GREECE — Fresh from celebrating his 97th birthday on Jan 23, Stanley Hwalek retains the vitality of a person many years younger.
His gait is steady and his handshake firm. He recalls key moments from his past with sharp accuracy and detail. He attends Mass every Sunday at his parish, St. John the Evangelist, and several times per week drives two miles from his townhome to the Mall at Greece Ridge for “mall-walking” exercise.
What makes Hwalek’s longevity even more remarkable is that on Dec. 7, 1941, he wasn’t certain of making it to his 22nd birthday, much less his 97th.
Seventy-five years ago Hwalek was a United States Navy coxswain, maintaining the decks of the battleship USS Nevada stationed at Pearl Harbor, Hawaii. The morning had been peaceful, he said, with reveille at 6 a.m. instead of the usual 5:30 due to it being a Sunday.
“After breakfast I went out on deck to read the newspaper,” Hwalek recalled. Just before 8 a.m., he noticed considerable smoke coming from the airfields on nearby Ford Island. He initially thought it was due to a routine maneuver, but soon realized an attack was underway.
“These god-darn planes start coming over, and they’re (heading) straight for the ship,” he said.
Japanese forces stormed Pearl Harbor for about two hours, inflicting monumental damage from the surprise attack. Nearly 2,500 people were killed, more than 90 percent of them U.S. troops. One day later, following President Franklin D. Roosevelt’s declaration of Dec. 7 as “a date which will live in infamy,” the U.S. formally entered into World War II.
When the siege on the Nevada and other battleships in Pearl Harbor began, Hwalek responded to general quarters — a signal for all hands to immediately attend their battle stations — by relocating to a small enclosure.
“All of a sudden I heard the ship heaving. That’s when it got hit by a torpedo … the lights went out, my phone went out, everything was pitch black,” he said.
For more than an hour, alone in the darkness, Hwalek listened to bombs assaulting his ship: “I wasn’t sure I’d make it at all. I was scared in that turret; I was praying and everything,” he recalled. When he re-emerged after quiet finally resumed, “Things were burning all over the ship so I went out to help put out fires.”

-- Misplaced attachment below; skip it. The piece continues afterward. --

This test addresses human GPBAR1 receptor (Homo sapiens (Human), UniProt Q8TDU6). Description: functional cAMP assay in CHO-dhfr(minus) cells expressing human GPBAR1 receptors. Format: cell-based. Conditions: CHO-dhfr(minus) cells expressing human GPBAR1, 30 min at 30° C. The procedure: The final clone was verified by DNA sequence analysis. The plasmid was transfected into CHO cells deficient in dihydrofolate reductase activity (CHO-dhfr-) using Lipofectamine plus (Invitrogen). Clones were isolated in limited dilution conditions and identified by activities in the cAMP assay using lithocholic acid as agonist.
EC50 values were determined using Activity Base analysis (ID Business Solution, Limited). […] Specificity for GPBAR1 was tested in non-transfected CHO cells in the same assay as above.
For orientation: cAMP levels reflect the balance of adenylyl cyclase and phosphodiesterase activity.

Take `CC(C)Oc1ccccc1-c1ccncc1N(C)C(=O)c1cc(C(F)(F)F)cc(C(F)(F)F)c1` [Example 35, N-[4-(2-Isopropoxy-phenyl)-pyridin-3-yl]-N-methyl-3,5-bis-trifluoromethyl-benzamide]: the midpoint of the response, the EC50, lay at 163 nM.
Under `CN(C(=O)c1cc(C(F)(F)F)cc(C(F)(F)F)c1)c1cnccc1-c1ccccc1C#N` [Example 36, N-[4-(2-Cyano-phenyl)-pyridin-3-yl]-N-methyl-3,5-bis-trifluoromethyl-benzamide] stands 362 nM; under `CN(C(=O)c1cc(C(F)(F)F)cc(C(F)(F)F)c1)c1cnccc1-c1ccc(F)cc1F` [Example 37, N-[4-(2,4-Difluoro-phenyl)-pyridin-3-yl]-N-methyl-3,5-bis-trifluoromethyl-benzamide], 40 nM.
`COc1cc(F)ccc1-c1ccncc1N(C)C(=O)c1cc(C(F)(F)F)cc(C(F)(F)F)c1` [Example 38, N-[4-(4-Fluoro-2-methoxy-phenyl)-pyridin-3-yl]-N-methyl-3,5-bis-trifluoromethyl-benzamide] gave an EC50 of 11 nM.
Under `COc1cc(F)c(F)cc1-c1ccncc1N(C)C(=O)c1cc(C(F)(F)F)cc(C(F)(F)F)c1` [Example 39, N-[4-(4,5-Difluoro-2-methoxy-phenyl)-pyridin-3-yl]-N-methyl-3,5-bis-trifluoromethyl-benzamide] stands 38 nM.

The Nevada managed to get underway and beach itself, but not before approximately 60 crew members were killed with more than 100 wounded. Hwalek escaped uninjured, yet in the ensuing days was unsure if another Japanese attack was imminent.
“Everybody was as nervous as could be,” he said.
Hwalek served on the Nevada from 1939-42 after having enlisted in the Navy in 1938. He subsequently saw duty in the Atlantic Ocean, where he again encountered dangerous conditions as U.S. troops sought to locate and destroy German submarines.
He was still performing active duty when World War II ended in 1945 in the Allies’ favor. Upon being discharged in September of that year — after seven years of service and with a rank of boatswain’s mate second class — he returned to his native Rochester, where he had grown up in St. Stanislaus Kostka Parish and graduated from Franklin High School.
In 1948 Hwalek married his wife, Gertrude; the couple were married for 62 years before her death nearly six years ago. They have two children, two grandchildren and three great-grandchildren. Hwalek spent 36 years working for DuPont, working his way up to scheduling supervisor before retiring in 1982. He has resided in Greece since 1978.
A recipient of several military medals, he’s among a very small group of remaining survivors to be directly involved in that day of infamy 75 years back. This past Dec. 7, during an annual Pearl Harbor remembrance at the Port of Rochester, Hwalek was given the honor of addressing participants and throwing a ceremonial wreath into the Genesee River. He stresses the need for ongoing public attention honoring the sacrifices of U.S. soldiers — particularly from wars that he feels are fading from public memory, such as World Wars I and II.
Hwalek wears a pacemaker and reports he’s generally in good health, noting that good genes run in his family. Yet he doesn’t ever forget that things could have turned out much differently many years ago, based on the harm he risked while serving his country.
“Well, I’ve been very fortunate, yeah, all these years I’ve been fortunate,” he remarked. “I’m lucky (after) what I went through and what I saw.”